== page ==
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Style Tips For Androgynous Women

How I Finally Embraced My Androgynous Style

Image Source: Elaine Oyzon-Mast

First let me preface this story with one cold, hard fact: I'm in my 40s. I am not and never was a supercool, 20-something lesbian with an awesome sense of style and an even more awesome wardrobe (think Ruby Rose — I sure do, A LOT). The truth is, when I was in my 20s, I was far too afraid to be who I wanted to be, to dress how I wanted to dress, and to quit giving a sh*t what other people thought. The older I got and the more confident I became with the person I was, the less I cared about what others thought. I let too many years go by trying to be someone else, being uncomfortable in my skin and in my clothes. But I'm proud to say that I've finally developed a sense of style that doesn't just allow me to hold my head up, it also gives me the confidence that conforming to social norms never did.

I've never been a girlie girl. My whole life I have been the epitome of a tomboy. For as long as I can remember — long before I knew I was gay at age 18 — I have struggled to find clothes I was comfortable in. At primary school dances, when every other little girl was wearing a dress, I couldn't think of anything worse. One year, I went in (homemade) MC Hammer pants and a t-shirt with the words "Talk Is Cheap." Even though it was the '80s, trust me: this was still an unfortunate fashion choice. I can recall very vividly going to visit my grandma when I was around 9 or 10. I was wearing plaid pants, a long-sleeve top of some description, and a bowler-style hat. My grandma turned to my mum and said, "Who is this little boy you brought with you?" Thanks very much, Grandma. #asshole. May she rest in peace.

I didn't want to dress like a boy, I wanted to dress like me, but I didn't know what that meant or how to do it. The struggle was often and it was real. I graduated from high school in the mid-'90s, when only your mum wore pantsuits and not cute ones, so those were definitely out. For my high school formal, well, I'm just going to leave this here:

Image Source: Nyree Spencer

For the better part of my early 20s, I worked in bars and restaurants, where the dress code was jeans, t-shirts, black pants, white shirts — now that I could do. When I landed my first corporate job at 26, I had nothing that would pass for professional, so I bought a whole lot of really boring office clothes that I didn't feel comfortable in. I wore wide-leg pants, high heels, and blouses (that is a dreadful word, BTW), but I stopped short of skirts, because even I had a line I wouldn't cross. But otherwise, I was nailing it! (That was sarcasm, in case you couldn't tell.)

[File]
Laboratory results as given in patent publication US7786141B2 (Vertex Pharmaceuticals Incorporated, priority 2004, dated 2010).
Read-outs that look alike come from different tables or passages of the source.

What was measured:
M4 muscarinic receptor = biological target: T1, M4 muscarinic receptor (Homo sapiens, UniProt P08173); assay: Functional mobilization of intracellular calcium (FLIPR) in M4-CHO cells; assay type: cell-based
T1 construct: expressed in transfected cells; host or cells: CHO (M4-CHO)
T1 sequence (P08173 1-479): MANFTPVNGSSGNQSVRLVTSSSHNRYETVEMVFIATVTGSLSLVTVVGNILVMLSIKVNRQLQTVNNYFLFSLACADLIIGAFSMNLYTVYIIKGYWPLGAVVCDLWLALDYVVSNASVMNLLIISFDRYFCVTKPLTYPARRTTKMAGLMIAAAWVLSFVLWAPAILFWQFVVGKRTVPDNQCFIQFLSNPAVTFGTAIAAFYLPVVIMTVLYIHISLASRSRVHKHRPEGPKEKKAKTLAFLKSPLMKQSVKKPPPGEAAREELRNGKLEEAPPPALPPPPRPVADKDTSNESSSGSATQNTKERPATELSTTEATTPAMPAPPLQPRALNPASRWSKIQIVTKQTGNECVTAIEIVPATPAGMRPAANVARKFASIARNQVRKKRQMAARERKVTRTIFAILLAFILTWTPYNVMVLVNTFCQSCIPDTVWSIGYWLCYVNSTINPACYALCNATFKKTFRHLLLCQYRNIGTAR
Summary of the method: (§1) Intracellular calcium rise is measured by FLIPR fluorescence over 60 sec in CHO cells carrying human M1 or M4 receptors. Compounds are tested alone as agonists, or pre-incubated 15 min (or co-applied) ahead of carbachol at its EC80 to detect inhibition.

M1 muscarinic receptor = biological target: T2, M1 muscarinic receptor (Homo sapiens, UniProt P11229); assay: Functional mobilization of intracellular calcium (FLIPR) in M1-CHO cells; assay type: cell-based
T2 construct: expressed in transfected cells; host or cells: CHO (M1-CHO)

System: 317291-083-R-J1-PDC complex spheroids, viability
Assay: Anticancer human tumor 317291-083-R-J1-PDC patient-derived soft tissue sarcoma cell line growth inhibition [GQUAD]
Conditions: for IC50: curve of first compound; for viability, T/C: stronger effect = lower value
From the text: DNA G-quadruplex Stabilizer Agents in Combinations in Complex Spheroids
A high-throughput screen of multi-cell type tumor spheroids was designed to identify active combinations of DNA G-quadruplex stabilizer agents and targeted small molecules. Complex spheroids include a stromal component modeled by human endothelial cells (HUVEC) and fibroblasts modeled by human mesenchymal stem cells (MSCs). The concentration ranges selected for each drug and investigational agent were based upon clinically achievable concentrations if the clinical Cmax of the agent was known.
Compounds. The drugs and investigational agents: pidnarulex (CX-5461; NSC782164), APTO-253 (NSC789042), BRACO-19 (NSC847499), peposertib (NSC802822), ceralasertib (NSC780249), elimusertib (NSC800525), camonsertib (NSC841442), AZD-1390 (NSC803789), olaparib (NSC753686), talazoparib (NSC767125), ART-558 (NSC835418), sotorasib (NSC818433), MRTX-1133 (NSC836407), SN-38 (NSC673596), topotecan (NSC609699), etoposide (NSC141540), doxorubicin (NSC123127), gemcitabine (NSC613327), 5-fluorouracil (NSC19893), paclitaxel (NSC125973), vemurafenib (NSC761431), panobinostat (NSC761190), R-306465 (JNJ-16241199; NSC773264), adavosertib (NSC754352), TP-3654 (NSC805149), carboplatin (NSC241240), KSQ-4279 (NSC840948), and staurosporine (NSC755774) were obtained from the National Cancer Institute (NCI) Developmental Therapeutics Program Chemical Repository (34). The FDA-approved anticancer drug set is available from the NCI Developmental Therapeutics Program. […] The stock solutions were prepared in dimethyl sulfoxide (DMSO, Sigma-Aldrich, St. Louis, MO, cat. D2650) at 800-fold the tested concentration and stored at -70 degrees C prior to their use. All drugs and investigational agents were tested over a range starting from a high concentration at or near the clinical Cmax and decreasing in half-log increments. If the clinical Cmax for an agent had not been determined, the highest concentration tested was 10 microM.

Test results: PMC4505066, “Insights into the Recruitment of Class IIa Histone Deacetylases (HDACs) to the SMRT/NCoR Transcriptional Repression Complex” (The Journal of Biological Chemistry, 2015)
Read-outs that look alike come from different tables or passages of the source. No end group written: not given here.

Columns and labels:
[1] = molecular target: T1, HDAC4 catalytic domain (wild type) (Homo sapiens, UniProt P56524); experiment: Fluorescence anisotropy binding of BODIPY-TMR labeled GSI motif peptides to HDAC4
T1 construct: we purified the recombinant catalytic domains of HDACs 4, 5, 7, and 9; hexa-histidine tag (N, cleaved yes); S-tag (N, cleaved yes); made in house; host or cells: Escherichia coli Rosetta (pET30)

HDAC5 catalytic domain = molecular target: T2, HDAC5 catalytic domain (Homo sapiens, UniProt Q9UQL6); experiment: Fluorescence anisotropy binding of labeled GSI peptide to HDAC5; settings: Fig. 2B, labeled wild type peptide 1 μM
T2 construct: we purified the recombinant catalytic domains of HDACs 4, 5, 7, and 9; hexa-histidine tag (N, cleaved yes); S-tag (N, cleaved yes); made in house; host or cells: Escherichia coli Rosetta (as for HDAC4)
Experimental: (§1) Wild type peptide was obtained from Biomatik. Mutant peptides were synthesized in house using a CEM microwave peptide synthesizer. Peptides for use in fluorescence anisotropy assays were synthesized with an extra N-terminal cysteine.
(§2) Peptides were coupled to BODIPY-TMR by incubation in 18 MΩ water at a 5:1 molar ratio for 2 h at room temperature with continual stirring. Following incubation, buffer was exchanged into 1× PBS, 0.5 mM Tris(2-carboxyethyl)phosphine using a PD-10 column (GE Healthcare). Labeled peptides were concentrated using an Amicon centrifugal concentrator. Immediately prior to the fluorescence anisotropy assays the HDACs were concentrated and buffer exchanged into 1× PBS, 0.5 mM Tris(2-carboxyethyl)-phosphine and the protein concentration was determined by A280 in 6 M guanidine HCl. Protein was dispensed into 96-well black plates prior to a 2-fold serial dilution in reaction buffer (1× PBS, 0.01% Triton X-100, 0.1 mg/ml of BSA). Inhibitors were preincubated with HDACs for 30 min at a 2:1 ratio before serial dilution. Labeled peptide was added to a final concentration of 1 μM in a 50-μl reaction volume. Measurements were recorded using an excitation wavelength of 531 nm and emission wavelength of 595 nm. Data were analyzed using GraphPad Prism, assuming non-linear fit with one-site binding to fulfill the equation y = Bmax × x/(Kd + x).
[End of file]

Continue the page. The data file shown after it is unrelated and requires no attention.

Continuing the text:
Then, I got invited to my first formal awards dinner. I remember feeling complete dread. I don't wear dresses, I didn't even own any dresses, so I did the obvious thing and borrowed one from my girlfriend. Because, I thought, that's what girls are supposed to wear to these things, right? There was no part of me that thought to question that. So I put on the pink (yes, pink!) dress and went to the dinner. Although I looked feminine and not at all out of place amongst all the other girls in their pretty dresses, I felt ridiculous, strange, and awkward, like I was playing dress-up and playing a part that should never have been given to me. This happened no fewer than five times, and I did the same thing, every time, though thankfully I had enough friends who owned dresses, so the pink dress only made one appearance.

I have included another photo for your horror/amusement:

Image Source: Nyree Spencer

Over time, I started to shift my style: I bought less-feminine button-down shirts and V-neck sweaters from the likes of Banana Republic, Calvin Klein, and Ann Taylor. The heels on my shoes got lower and the pant legs a little narrower. I also moved to Atlanta from my hometown in Australia and was now working in a suburban office full of straight, white, male, Republican types. Diversity wasn't exactly top of mind, so fitting in was the safest route at first. But it also allowed for a new start, a reinvention of sorts. I was unknown, and there were no preconceptions.